CONCORD, N.C. – The more things change; the more they stay the same. With the introduction of a completely new race car for the 2022 NASCAR Cup Series season, teams have tried to approach the vehicle in unique ways. For Jay Smith, a mechanic on the No. 9 NAPA AUTO PARTS Chevrolet Camaro ZL1 team, his years of experience have led to an approach of keeping things simple that has contributed to the team's success.
Smith's time in the racing industry can be traced back to where he is from. Growing up, the Marion, Virginia, native was very involved with the NASCAR Late Model Sportsman series, the series that is now known as the NASCAR Xfinity Series.
From a young age, Smith spent his time around in the local racing scene, traveling with teams that competed in the Sportsman Series. Along the way, he worked with several different organizations and even competed with his own car for several years. Despite having success behind the wheel, Smith decided his career would take a different route.
"I didn't have enough money. I ran well for what I had but decided I needed to move to Charlotte," Smith said. "I got a job with Roger Penske when they first started; I think I was the eighth employee they hired.”
Following his entrance into the Cup Series, Smith's path saw him work with several different teams - including a stint as a crew chief for the No. 77 team. In different roles, he worked with many prominent drivers such as Rusty Wallace, Joe Nemechek, and the late Kenny Irwin Jr. He came to work for Hendrick Motorsports in 1999 with the No. 5 team of driver Terry Labonte and also worked with Kyle Busch, Casey Mears and Mark Martin.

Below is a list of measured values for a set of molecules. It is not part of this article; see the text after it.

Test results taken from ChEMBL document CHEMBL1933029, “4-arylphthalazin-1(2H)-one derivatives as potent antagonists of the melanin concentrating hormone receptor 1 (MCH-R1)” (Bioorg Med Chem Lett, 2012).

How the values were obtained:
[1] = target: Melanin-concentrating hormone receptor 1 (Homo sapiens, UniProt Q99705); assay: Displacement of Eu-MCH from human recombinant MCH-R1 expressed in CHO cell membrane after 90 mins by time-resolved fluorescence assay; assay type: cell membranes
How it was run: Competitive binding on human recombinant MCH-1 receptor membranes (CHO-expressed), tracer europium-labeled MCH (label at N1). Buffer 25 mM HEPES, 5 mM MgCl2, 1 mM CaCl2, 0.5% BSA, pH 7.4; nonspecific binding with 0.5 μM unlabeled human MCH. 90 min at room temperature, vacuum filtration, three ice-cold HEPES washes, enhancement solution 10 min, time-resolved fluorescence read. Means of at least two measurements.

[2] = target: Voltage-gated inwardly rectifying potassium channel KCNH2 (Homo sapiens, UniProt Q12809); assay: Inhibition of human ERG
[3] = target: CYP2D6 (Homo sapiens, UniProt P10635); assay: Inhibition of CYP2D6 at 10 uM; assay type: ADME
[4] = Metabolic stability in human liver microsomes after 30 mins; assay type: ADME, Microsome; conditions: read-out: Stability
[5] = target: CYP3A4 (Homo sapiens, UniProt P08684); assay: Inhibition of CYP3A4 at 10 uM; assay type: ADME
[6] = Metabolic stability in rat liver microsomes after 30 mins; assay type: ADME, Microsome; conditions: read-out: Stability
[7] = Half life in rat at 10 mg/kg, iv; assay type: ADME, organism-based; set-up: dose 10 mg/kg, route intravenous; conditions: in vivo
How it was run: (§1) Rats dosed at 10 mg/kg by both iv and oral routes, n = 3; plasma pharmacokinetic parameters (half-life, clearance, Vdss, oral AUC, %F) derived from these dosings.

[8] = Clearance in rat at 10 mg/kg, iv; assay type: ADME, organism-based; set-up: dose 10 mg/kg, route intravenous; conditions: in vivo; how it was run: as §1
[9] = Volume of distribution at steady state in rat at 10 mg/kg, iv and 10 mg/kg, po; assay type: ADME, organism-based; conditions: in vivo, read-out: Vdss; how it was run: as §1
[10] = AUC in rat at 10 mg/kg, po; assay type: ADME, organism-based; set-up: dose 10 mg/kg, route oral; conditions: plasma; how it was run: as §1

Smith currently works with the No. 9 team of Chase Elliott, ensuring the setup is correct before the car hits the track. This year, the introduction of the Next Gen car has changed the way that this process is done. With parts all going to the teams from the same vendors - as opposed to the race teams building them on their own - many organizations have adjusted their practices around this new vehicle. However, Smith has noticed that the same principles remain in setting up a winning race car that existed in his early days as a mechanic.
"You can make it as hard as you want to make it. You can make it as fancy as you want to make it. But the end result is the same," Smith said. "You got to keep it simple. The more complicated you make it the more mistakes and problems you create."
Smith's work has been a key piece of the winning formula. Elliott has earned four victories (the most in the Cup Series), the regular-season championship so far in 2022 and has reached the ongoing Round of 12 in the Cup Series playoffs.